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  • Slide 1
  • ICND -1 Interconnecting Cisco Networking Devices Assembled By David Roberts Knowing what you DONT know is more important than what you DO know. It takes both to have expertise.
  • Slide 2
  • Course Content This course focuses on providing the skills and knowledge necessary to install, operate, and troubleshoot a small branch office Enterprise network, including configuring a switch, a router, and connecting to a WAN and implementing network security. A Student should be able to complete configuration and implementation of a small branch office network under supervision.
  • Slide 3
  • Course Objectives Describe how networks function, identifying major components, function of network components and the Open System Interconnection (OSI) reference model. Using the host-to-host packet delivery process, describe issues related to increasing traffic on an Ethernet LAN and identify switched LAN technology solutions to Ethernet networking issues. Describes the reasons for extending the reach of a LAN and the methods that can be used with a focus on RF wireless access. Describes the reasons for connecting networks with routers and how routed networks transmit data through networks using TCP / IP. Describe the function of Wide Area Networks (WANs), the major devices of WANs, and configure PPP encapsulation, static and dynamic routing, PAT and RIP routing. Use the command-line interface to discover neighbors on the network and managing the routers startup and configuration.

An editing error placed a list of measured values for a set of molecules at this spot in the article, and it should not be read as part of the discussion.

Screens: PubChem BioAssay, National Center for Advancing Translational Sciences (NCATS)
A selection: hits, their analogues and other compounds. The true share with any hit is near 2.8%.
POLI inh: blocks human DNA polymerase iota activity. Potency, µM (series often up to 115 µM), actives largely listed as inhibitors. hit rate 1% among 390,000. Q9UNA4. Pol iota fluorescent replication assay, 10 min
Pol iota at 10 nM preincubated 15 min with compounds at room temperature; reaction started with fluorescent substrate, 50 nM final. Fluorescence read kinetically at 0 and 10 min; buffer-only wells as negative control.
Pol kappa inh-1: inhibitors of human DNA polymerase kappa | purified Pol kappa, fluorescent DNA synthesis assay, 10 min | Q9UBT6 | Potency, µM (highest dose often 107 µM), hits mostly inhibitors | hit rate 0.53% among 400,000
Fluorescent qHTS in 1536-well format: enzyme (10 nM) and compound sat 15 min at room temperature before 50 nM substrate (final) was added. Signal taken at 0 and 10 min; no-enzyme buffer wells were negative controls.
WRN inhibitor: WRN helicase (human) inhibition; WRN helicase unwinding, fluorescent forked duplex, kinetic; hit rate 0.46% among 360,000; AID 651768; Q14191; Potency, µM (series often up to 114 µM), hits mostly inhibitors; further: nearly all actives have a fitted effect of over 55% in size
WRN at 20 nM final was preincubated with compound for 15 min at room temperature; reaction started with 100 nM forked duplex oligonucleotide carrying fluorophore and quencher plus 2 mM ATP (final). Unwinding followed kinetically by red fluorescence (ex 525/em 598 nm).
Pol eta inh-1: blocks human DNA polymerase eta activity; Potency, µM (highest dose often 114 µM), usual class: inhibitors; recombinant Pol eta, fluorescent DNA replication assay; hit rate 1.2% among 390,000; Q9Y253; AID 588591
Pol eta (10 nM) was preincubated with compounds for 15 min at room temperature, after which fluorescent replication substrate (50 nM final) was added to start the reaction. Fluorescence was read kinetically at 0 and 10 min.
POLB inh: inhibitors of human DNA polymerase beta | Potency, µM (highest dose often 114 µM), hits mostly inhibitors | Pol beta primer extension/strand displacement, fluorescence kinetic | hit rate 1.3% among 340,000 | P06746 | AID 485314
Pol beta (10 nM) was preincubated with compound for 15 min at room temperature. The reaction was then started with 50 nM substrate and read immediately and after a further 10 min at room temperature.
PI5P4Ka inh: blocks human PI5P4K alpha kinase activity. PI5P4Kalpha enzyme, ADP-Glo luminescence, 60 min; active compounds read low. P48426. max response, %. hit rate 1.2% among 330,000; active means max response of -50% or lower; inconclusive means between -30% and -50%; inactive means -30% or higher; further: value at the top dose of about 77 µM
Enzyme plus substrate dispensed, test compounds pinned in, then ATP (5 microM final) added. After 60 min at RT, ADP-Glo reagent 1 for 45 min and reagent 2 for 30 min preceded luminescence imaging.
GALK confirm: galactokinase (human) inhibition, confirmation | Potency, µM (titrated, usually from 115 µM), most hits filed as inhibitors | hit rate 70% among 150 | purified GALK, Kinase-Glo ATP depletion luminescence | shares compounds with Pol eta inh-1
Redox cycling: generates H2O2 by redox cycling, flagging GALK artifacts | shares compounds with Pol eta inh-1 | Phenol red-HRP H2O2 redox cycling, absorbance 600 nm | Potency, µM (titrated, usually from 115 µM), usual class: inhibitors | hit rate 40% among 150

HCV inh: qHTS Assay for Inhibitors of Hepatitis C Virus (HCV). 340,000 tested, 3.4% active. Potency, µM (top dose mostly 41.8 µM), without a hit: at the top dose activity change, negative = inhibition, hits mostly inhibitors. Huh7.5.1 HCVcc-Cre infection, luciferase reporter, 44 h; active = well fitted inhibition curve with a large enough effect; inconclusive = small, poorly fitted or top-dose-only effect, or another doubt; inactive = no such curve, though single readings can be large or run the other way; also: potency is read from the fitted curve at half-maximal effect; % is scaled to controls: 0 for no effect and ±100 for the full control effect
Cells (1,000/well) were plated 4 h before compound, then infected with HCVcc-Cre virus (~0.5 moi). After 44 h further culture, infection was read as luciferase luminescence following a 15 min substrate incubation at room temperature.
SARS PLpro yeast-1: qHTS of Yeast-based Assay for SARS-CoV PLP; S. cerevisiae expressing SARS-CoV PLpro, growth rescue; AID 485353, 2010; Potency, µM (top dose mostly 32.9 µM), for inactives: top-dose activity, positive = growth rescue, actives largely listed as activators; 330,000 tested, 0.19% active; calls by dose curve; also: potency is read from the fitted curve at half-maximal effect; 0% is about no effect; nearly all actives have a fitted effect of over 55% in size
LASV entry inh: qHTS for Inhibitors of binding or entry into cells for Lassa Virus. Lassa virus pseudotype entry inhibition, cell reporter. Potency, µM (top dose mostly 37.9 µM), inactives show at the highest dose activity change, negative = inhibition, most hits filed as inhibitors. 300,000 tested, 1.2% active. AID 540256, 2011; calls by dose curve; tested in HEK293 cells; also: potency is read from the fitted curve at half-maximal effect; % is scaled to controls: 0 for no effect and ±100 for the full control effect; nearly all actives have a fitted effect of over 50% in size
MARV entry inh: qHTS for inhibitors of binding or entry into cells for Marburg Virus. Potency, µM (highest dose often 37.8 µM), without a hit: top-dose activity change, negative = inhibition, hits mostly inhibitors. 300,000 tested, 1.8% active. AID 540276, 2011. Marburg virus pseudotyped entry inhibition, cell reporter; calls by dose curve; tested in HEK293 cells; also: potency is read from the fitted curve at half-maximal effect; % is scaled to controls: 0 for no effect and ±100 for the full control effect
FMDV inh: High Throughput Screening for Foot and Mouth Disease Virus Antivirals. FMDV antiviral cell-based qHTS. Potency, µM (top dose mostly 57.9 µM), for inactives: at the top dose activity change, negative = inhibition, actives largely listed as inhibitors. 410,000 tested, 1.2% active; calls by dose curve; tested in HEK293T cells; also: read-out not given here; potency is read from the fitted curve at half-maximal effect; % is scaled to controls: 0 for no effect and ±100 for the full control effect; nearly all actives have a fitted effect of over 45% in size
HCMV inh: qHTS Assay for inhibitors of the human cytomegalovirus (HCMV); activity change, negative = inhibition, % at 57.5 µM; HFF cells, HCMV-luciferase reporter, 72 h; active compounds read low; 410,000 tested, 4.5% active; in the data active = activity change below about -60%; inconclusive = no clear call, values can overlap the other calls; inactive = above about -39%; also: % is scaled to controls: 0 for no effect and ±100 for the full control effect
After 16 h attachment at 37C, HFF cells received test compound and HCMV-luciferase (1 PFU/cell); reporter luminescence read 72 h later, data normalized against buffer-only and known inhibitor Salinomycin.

• Slide 4